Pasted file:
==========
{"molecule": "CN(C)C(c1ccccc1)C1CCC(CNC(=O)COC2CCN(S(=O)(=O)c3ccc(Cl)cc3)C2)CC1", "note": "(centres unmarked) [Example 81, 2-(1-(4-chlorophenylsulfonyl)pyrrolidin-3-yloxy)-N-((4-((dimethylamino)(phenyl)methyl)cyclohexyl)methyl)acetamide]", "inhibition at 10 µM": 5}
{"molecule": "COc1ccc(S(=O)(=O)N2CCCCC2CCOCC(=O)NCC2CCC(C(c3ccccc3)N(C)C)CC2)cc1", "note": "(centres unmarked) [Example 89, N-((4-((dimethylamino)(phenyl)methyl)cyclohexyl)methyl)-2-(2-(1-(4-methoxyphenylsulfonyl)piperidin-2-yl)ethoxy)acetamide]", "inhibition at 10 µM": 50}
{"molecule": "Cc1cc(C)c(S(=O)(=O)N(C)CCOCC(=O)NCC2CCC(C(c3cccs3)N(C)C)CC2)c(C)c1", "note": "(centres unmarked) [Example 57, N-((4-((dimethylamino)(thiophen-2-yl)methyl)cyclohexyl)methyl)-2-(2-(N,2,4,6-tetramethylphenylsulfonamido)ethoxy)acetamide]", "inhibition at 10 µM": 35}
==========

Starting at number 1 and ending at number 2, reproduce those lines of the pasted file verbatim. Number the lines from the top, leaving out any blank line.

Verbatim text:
{"molecule": "CN(C)C(c1ccccc1)C1CCC(CNC(=O)COC2CCN(S(=O)(=O)c3ccc(Cl)cc3)C2)CC1", "note": "(centres unmarked) [Example 81, 2-(1-(4-chlorophenylsulfonyl)pyrrolidin-3-yloxy)-N-((4-((dimethylamino)(phenyl)methyl)cyclohexyl)methyl)acetamide]", "inhibition at 10 µM": 5}
{"molecule": "COc1ccc(S(=O)(=O)N2CCCCC2CCOCC(=O)NCC2CCC(C(c3ccccc3)N(C)C)CC2)cc1", "note": "(centres unmarked) [Example 89, N-((4-((dimethylamino)(phenyl)methyl)cyclohexyl)methyl)-2-(2-(1-(4-methoxyphenylsulfonyl)piperidin-2-yl)ethoxy)acetamide]", "inhibition at 10 µM": 50}